Media sensationalism and pharma

  • Today the media attracts readers with sensational headlines,but rarely researches data in-depth to provide readers with unbiased content.
  • Stories attacking drug prices continue to ignore the real problem with healthcare costs such as the costs of preventable health problems and rising costs of a hospital stay.
  • Pharma tries to fight back via PhRMA, but because they are the lobbying arm of the pharmaceutical industry their credibility is very low.
  • The only way to win the hearts and minds of people is by a “human” approach to drug marketing and putting a personality on big drug companies.

The headline in the Times says it all “Diabetes Patients at Risk From Rising Insulin Prices“. The story goes on to say, in a sub headline, “A Yale study found that one in four patients admitted to cutting back on insulin use because of cost. The consequences can be deadly”.

Insulin prices are a touchy subject with patients: the cost of insulin more than tripled — from $231 to $736 a year per patient — between 2002 and 2013, according to a new analysis. The increase reflected rising prices for a milliliter of insulin, which climbed 197 percent from $4.34 per to $12.92 during the same period.  Of course, what we are reading about are list prices not the actual prices that patients pay, but still the headlines make it seem like this is a crisis.

I have been a vocal critic of rising drug prices and frankly, these rising prices are inexcusable.  However, one has to ask why the patients interviewed for the Yale study didn’t take advantage of drug company savings for people who can’t afford their medications?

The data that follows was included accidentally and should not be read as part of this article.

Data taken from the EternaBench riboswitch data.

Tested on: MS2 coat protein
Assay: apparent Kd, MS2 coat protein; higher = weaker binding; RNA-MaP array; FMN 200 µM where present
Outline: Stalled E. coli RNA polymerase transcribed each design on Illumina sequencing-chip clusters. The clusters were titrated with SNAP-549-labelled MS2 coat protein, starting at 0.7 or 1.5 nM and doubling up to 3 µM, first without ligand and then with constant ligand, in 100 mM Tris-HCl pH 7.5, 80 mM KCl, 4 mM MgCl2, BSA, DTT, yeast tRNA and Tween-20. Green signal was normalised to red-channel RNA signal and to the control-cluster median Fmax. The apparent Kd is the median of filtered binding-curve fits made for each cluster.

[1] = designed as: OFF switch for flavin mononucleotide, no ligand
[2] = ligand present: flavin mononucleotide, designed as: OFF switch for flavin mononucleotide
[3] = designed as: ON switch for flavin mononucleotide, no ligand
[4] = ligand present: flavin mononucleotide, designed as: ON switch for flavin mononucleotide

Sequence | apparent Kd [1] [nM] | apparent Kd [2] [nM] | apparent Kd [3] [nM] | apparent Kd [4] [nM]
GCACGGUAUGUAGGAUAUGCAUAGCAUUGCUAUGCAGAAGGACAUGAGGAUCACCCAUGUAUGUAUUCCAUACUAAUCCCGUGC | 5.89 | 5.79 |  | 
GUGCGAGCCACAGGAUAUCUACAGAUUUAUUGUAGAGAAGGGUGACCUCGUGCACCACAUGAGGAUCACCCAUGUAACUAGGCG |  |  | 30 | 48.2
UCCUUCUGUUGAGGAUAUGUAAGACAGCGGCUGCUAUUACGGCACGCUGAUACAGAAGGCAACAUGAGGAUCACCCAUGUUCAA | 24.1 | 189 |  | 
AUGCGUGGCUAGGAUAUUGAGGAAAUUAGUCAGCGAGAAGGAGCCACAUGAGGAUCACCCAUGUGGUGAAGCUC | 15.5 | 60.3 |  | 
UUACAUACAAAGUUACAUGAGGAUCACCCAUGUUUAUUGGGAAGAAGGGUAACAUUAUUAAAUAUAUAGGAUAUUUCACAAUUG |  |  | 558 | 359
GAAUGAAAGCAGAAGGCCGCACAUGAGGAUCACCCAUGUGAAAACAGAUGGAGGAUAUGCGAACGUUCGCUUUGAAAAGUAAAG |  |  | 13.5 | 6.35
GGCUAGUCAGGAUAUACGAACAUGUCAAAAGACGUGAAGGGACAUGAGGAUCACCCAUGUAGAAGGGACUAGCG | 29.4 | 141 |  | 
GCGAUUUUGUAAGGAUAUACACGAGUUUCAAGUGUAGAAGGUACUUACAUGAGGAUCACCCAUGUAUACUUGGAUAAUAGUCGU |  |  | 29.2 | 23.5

According to the study “patients who reported an income between $25,000 and $100,000 were more likely to be cutting back on insulin compared with those who said they earn over $100,000”.  This, to me, indicates, that drug companies need to rethink the requirements for receiving assistance.  Today $100K in some cities, with a family to support, is not a lot of money.  A drug company that steps forward with a “no patient will go without our product because they can’t afford it” is sure to win over hardened hearts.

Of course pharma has been fighting back via social media with PhRMA.  The problem is that most people are aware that PhRMA is the lobbying voice for big pharma thus their credibility is quite low.

Pharma has to, at some time, start on a program to win patients and view them as valuable customers.  This means talking with patients like people and providing real solutions not “corporate speak”.